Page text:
Three Times Third for Simon Gerrans at Amstel Gold RaceSun 20 Apr 2014
Simon Gerrans rounded out the podium at the Amstel Gold Race. The Australian National Champion matched his previous best result, making it three times third in Valkenburg. Gerrans’ acceleration up the Cauberg capped off a plan perfectly executed by his ORICA-GreenEDGE teammates.
“Everyone did their job today,” said Gerrans. “We all did everything we could. We were beaten by a stronger guy on the day. We couldn’t have done much more, so we have to be proud of that.”
“Third time third – particularly with third last year – is a little disappointing,” Gerrans added. “I would have loved to have improved my result. The goal was to win today, so anything less would always have felt like we had fallen a bit short but to finish on the podium of Amstel Gold is still a pretty satisfying result.”
An eight rider move provided the early action. Pim Ligthart (Lotto Belisol) accelerated off the line, inspiring the formation of the escape that included Alexey Lutsenko (Astana), Manuel Belletti (Androni Venezuela), Matej Mohoric (Cannondale), Pirmin Lang (IAM Cycling), Nicola Boem (Bardiani CSF), James Van Landschoot (Wanty-Groupe Gobert) and Preben Van Hecke (Topsport Vlaanderen).
The group swelled to include ten when Christophe Riblon (Ag2r La Mondiale) and Jaroslaw Marycz (CCC Polsat Polkowice) bridged across to the leaders.
“We said in the meeting that if there were several riders from the big teams, we had to be there, too,” explained Sport Director Laurenzo Lapage. “There weren’t too many big teams in the break, so it wasn’t necessary for us to be there."
“Eventually, we had to put someone on the front to chase,” Gerrans added. “Albasini took on that responsibility, and he did a great job.”
BMC and Movistar had already begun the chase work by the time Albasini assumed his position at the front of the bunch – and that’s where he would stay for the next 100+ kilometres. Their combined efforts saw the gap tumble in the second half of the race. Forty kilometres from the finish, the breakaway had splintered, and the lead group was reduced to three. The trio clung to a three minute advantage.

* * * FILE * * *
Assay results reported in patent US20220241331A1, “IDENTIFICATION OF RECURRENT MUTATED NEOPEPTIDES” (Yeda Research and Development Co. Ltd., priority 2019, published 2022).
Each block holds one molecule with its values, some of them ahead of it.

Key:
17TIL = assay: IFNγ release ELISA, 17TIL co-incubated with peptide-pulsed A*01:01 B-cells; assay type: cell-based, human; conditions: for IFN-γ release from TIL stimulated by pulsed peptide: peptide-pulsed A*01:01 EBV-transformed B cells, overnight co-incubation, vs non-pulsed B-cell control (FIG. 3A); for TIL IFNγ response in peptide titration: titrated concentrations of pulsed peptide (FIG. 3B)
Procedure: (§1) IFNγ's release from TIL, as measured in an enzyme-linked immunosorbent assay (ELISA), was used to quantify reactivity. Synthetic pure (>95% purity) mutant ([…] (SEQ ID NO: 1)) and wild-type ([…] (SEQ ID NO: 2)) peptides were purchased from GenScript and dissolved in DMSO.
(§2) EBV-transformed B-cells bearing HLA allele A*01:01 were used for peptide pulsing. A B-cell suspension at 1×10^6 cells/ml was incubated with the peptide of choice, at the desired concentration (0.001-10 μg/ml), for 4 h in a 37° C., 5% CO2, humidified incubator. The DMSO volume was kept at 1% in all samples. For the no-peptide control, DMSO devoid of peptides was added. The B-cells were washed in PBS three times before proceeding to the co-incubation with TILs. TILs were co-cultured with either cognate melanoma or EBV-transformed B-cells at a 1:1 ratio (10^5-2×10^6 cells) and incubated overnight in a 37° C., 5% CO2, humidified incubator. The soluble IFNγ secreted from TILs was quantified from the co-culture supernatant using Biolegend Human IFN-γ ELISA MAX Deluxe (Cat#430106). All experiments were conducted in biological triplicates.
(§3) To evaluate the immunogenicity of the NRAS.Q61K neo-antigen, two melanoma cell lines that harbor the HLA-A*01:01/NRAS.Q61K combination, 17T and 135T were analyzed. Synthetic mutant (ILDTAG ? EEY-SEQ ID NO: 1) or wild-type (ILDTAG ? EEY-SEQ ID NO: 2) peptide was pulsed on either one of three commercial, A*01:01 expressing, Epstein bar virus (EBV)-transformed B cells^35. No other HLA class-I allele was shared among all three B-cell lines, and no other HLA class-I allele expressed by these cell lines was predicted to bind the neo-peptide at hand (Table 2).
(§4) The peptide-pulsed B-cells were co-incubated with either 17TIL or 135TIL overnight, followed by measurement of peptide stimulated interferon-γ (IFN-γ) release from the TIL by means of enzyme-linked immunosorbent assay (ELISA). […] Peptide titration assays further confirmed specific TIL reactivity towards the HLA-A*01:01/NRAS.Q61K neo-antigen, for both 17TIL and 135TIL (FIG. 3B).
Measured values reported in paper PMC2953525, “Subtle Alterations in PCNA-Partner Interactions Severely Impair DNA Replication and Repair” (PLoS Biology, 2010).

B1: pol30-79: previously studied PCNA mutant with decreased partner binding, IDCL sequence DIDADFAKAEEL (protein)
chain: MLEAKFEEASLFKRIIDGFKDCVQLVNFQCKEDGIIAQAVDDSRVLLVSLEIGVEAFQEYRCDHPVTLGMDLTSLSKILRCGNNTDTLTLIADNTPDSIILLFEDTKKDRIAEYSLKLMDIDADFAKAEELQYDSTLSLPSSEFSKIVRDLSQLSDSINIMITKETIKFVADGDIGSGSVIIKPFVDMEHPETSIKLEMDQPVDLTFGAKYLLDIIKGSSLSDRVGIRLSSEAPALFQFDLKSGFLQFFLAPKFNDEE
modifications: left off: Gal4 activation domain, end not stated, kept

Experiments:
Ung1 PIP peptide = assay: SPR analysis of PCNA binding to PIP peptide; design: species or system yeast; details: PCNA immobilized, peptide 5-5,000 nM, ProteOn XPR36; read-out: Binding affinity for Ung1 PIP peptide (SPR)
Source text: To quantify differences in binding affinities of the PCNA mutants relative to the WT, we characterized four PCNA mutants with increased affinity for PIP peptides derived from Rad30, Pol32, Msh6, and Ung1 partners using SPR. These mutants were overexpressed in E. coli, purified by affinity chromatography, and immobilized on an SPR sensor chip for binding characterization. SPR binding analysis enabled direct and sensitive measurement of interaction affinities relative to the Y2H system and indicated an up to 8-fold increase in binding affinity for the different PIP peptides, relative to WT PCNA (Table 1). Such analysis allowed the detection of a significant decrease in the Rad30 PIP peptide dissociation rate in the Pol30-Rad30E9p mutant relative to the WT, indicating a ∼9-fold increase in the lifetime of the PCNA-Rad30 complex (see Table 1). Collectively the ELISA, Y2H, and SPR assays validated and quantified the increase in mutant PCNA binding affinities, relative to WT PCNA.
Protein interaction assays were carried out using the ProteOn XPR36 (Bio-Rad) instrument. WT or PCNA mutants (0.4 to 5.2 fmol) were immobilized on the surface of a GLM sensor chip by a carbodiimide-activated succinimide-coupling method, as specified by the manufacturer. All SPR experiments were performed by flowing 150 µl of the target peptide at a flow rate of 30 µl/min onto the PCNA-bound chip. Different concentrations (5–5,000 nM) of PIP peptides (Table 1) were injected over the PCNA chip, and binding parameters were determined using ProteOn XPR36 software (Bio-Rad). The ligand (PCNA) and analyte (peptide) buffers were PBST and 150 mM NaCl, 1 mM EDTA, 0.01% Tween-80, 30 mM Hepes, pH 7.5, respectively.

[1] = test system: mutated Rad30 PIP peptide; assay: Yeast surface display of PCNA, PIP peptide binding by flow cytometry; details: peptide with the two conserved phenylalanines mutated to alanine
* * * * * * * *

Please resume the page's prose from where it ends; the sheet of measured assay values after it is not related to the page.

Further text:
“Mat Hayman had looked after me for the majority of the day,” noted Gerrans. “He stayed with me for the first 200 kilometres. When we hit the climbs, Mat moved me to the front. I needed to stay there from that point on so that I would be in a good position to respond to any attacks that it might be necessary for me to cover.”
When Thomas Voeckler (Europcar) attacked over the Kruisberg, in an attempt to bridge across to the three leaders, Pieter Weening spotted the danger move and jumped on the wheel. Jakob Fuglsang (Astana), Greg Van Avermaet (BMC), Zdenek Stybar (Omega Pharma – Quick-Step) and Tim Wellens (Lotto Belisol) had a similar idea. A six rider chase group with a small but steady advantage emerged.
“Everybody has his own thing to do in the race,” said Weening. “My thing was to go with breaks later in the final. When we’re not in the breaks, we have to chase, so it’s always better to have someone in it. The break was perfect for us. The other guys wee safe in the bunch, and they didn’t have to do anything.”
“I was there, and I was riding a bit,” Weening added. “I was not riding full to stay away. If I did too much work, we could have two minutes in front, and then it wouldn’t be possible for the other teams to bring us back. If Gerro had said in the end that he wasn’t feeling ok, then I would have gone full gas to stay away.”
With the third ascent of the Cauberg looming, counter-attacks began to come from the bunch. Weening’s group grew to include nine before the peloton upped the ante, overtaking the chase group and remnants of the break in the run in toward the line. Seven kilometres from the final passage of the finish, the race had come back together.
When ORICA-GreenEDGE put all remaining riders on the front of the field, it looked as if a small but mightly team time trial had taken shape to place Gerrans in the best possible position ahead of the final ascent. An army of blue, white and green jerseys massed ahead of the rest of the bunch, drilling the pace as they charged toward the Cauberg.
“Coming into the finish, Pieter and Simon placed me perfectly into the bottom of the climb,” Gerrans explained. “They gave me the opportunity to attack the last time up the Cauberg. Philippe attacked right past me, and he got a gap straightaway. There wasn’t any cooperation behind, so we were left racing for the minor places.”
Jelle Vanendert (Lotto Belisol) edged out Gerrans for best of the rest. Gerrans snared the final spot on the podium. Michael Matthews was the team’s next best placed rider in 12th in the race
“The teamwork today was perfect,” said Lapage. “We were never under any pressure. Our plan worked, but the strongest guy won. We’re happy with the teamwork, and we’re happy with the result – third in a WorldTour event. I’m really proud of the team.”
“I had felt really good coming into the race,” added Gerrans. “I was happy with my preparation. I wasn’t expecting a result, but I was certainly hoping for one. I was confident in the team and myself coming into the race today, and we all did a fantastic job. We would have liked to have won, but when you race the way we raced and come away with the podium, it’s a good day.”